Liam Cuddihy

Liam Cuddihy from Tramore, Co Waterford owes the chance discovery of a troublesome lump under his chin in 2018 to two sons Liam Óg and Micheál.

“I was at home one day. The two lads were doing their usual thing on the PlayStation, and my youngest one looked up and said ‘you have a big lump under your chin dad’ which my older son also confirmed, and sure enough I did,” father-of-three Liam [51] remembers.

Liam went to his GP to have it checked out, and within two weeks he learned of a diagnosis of non-hodgkins lymphoma, a cancer that affects the immune system.

After six months of chemotherapy things appeared to be getting better for Liam, who even returned to work in August 2019.

However during a routine check-up in September 2020 Liam pointed out to his oncologist that he had found a lump under his right arm chest area while doing a self check-up, with follow-up tests and scans eventually confirming a relapse, meaning the cancer treatment process started all over again for him.

Liam credits the men’s group he attends at his local Solas Cancer Support Centre in Waterford (pictured below) for helping him through an exceedingly difficult time: “The comradeship and cohesion and of the group has been extremely beneficial as a support for me during treatment and also for the other members of the group,” he says.

Liam Cuddihy

However Liam adds that life with cancer during Covid-19 is still challenging.

“Having cancer and going through the whole pandemic period is a pure balancing act. Anyone with a chronic condition like cancer just must be extra careful with day-to-day life. Even visiting my own parents is challenging, because they’re close on 80 so it’s all phone calls and the odd socially distanced encounter so as to reduce Covid-19 infection risk and stay safe.”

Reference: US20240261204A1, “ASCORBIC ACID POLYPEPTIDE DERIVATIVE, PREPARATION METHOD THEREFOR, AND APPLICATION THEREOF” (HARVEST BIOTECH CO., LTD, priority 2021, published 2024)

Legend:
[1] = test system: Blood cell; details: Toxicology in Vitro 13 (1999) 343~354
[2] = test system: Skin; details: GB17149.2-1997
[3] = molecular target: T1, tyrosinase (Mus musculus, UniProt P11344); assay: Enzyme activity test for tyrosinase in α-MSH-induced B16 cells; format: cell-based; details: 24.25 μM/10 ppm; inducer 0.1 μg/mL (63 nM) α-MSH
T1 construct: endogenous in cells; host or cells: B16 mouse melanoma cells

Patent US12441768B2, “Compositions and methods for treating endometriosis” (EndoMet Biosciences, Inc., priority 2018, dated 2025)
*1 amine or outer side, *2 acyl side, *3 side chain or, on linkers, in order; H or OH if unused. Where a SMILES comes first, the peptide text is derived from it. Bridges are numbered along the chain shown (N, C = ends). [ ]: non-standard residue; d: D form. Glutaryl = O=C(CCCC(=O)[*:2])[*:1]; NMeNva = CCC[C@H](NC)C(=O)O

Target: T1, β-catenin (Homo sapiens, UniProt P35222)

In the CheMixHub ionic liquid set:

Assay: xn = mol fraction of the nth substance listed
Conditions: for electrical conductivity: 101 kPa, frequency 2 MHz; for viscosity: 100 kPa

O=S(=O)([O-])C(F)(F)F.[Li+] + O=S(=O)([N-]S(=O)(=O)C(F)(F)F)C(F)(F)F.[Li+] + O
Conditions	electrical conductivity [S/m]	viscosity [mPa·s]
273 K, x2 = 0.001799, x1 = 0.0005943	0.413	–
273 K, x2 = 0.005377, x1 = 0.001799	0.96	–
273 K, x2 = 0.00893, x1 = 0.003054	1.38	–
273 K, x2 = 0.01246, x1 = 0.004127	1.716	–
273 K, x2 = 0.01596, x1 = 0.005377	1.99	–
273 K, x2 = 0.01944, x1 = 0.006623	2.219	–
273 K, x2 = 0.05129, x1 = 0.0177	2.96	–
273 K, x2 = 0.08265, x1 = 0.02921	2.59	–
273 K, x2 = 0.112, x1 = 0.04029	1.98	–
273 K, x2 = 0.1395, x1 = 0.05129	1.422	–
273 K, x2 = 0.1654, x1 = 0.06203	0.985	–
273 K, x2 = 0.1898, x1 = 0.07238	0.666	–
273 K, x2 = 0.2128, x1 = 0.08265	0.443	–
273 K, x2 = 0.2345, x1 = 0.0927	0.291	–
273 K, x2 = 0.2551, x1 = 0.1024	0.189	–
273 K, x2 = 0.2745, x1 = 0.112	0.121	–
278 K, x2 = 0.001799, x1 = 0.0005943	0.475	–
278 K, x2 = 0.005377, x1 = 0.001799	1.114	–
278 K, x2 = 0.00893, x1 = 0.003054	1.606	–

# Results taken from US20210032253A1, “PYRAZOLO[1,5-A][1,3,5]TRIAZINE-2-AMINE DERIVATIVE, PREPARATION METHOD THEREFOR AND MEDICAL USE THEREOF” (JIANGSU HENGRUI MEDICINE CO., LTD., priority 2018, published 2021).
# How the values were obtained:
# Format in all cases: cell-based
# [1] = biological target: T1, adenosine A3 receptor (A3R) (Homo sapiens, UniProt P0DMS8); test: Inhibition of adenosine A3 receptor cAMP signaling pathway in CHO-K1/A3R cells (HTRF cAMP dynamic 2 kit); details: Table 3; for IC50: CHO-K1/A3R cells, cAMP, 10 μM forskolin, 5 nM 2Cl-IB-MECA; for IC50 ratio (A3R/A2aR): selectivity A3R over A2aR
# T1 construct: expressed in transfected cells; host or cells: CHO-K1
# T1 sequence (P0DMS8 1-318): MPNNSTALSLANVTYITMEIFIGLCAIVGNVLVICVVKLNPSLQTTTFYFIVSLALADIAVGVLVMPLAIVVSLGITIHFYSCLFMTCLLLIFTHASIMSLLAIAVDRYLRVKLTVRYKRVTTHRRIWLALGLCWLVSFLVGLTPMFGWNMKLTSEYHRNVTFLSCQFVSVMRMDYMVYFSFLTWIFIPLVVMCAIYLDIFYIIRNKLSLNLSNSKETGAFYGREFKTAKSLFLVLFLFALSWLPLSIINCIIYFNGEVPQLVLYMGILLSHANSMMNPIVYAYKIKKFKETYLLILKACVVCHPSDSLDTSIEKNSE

Since starting treatment again Liam has joined a clinical trial at St James’s Hospital, an experience which has led to a whole new appreciation of cancer research such as that funded by the Irish Cancer Society.

“I’m one of only eight people who have it in Ireland at the moment. I’m very lucky to have that option, and while a bigger group will get it after me there are others who can’t.

“I’m lucky now that I’m even able to go out for a walk, other people with cancer at the moment have it a whole lot worse and they can’t even risk getting the fresh air, so I’m happy to be on the trial and I’d love to see other people getting opportunities like this in future as well.”

Contact the Irish Cancer Society Support Line

The Irish Cancer Society Support Line is open Monday to Friday 9am to 5pm for support and advice on any cancer related issue.